A catfish or a fishcat.

Time to talk about gene editing

Max Tweedie

B+LNZ Genetics

What if we could breed cattle without horns? Or cows without white eye pigment? Or lambs without tails? And do it in a single generation – where every calf born from your sire (regardless of the dams’ genetics) had the feature and they, too, would pass it on to their own calves.

Traditional breeding methods can take many generations to have an impact on specific traits. Often the animals with the new trait have other less-desirable characteristics that may take the herd backwards in other traits. But the value of establishing this trait in the herd is high, so the breeder takes the hit on other traits.

With gene editing, you don’t take that hit on your other desirable traits.

Gene editing alters the animal’s own genetic make-up. Critically, it does not introduce new genetic material, as is the case with genetic modification.

It’s done via a process called gene editing. Gene editing simply uses a pair of ‘molecular scissors’ to snip and tweak bits of DNA for a trait. For some traits, it’s very simple. For more-complex traits – with many genes underpinning them – it’s harder, but still possible.

Essentially, gene editing alters the animal’s own genetic make-up. Critically, it does not introduce new genetic material, as is the case with genetic modification. This is why the United States has relaxed regulations around gene editing for food production.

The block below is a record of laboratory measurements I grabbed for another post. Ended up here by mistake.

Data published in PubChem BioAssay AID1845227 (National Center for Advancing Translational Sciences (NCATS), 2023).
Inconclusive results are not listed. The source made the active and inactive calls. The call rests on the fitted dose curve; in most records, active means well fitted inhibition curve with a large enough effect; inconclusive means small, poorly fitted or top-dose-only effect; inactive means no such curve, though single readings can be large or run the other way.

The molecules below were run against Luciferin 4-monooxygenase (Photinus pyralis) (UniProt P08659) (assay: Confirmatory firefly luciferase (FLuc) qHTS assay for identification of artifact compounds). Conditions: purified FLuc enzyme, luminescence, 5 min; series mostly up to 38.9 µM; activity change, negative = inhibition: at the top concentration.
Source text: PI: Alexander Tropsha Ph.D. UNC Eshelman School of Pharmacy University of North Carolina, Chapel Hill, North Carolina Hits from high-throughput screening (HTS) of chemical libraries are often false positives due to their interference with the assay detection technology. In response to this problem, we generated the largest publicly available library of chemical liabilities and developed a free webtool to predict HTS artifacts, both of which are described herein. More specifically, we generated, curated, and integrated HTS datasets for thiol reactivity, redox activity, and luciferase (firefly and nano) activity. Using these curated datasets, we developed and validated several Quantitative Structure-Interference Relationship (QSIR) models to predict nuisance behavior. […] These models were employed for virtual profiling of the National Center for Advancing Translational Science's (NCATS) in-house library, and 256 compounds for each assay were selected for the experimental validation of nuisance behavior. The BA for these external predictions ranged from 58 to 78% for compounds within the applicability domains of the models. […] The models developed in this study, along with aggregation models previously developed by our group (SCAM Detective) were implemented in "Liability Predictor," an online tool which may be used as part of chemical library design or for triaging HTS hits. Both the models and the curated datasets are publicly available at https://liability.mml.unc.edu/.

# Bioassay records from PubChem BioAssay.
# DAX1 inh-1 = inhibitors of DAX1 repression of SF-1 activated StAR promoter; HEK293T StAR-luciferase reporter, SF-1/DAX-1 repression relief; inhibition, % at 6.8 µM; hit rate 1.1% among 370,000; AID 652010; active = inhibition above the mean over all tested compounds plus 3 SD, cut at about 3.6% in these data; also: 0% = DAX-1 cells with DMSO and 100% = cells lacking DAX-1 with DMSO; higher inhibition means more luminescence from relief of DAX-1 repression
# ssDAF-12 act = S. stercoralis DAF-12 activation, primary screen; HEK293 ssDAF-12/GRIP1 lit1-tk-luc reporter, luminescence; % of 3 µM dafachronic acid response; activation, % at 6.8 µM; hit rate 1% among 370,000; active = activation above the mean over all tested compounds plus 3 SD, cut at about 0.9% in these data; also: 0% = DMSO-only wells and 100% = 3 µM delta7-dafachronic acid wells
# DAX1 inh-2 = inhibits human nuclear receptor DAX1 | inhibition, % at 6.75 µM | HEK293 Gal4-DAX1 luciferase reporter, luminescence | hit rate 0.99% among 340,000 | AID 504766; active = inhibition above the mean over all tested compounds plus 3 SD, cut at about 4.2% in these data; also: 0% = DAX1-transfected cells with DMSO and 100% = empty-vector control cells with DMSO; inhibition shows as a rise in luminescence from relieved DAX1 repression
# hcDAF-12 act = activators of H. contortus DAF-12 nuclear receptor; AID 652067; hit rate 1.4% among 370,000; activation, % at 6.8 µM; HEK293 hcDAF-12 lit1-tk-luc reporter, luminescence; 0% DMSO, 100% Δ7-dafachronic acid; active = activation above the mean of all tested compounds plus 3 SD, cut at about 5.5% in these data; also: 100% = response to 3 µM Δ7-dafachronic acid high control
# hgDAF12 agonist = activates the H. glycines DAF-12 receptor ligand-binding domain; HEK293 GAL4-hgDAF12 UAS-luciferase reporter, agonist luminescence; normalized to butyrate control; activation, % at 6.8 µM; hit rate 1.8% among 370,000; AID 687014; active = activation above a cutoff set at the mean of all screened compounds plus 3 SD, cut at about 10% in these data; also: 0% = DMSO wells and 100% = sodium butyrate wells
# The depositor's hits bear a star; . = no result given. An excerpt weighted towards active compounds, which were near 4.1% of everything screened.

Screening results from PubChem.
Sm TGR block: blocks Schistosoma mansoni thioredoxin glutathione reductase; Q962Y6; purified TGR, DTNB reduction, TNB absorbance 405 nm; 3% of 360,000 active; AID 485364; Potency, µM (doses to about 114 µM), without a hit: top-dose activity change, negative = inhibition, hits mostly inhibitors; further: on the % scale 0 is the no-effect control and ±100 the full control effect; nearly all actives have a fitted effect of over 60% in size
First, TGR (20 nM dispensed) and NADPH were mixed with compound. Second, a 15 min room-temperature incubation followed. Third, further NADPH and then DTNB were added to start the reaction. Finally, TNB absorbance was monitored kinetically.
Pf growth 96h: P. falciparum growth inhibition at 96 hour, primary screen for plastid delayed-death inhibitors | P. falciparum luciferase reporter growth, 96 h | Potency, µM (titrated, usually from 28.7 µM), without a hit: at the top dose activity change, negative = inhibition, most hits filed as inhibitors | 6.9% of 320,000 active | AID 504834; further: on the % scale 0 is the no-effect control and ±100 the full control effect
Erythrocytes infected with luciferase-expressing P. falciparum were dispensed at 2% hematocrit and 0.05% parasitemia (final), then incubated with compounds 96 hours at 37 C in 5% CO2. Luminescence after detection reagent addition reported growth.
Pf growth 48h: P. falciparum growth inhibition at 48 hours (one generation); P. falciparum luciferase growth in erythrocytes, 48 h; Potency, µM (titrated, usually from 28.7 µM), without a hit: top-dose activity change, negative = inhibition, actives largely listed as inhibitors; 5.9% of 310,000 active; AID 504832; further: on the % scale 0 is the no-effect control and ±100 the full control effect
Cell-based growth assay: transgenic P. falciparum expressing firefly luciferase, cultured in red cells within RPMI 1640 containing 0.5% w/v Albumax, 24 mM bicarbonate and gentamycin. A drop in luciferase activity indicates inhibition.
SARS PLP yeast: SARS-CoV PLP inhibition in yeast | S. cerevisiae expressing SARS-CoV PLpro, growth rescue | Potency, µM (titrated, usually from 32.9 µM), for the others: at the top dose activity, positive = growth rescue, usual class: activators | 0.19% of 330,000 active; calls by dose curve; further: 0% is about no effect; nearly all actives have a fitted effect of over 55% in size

So what’s the problem? Why aren’t we doing it?

The issue is that society is worried about the implications.

Gene editing gets associated with genetically modified organisms (GMOs) – eg: inserting a fish gene into a tomato to give it higher tolerance to cold and frost.

While gene editing is none of these things, the consumer does not understand that and is worried about the creation of Franken-fish-matoes.

Basically, science is developing faster than the societal conversation. And that conversation does need to happen.

The public needs time to understand the positive animal welfare benefits that gene editing could make a reality – such as lambs that don’t need docking or calves that don’t need de-horning.

From a farmer’s perspective, there are other benefits alongside animal welfare and the cost savings that accompany not docking or de-horning. For instance, we could improve meat yield, make marbling happen in younger animals, or breed BVD-resistant cattle.

The sooner we start talking about gene editing, the sooner it will be an option.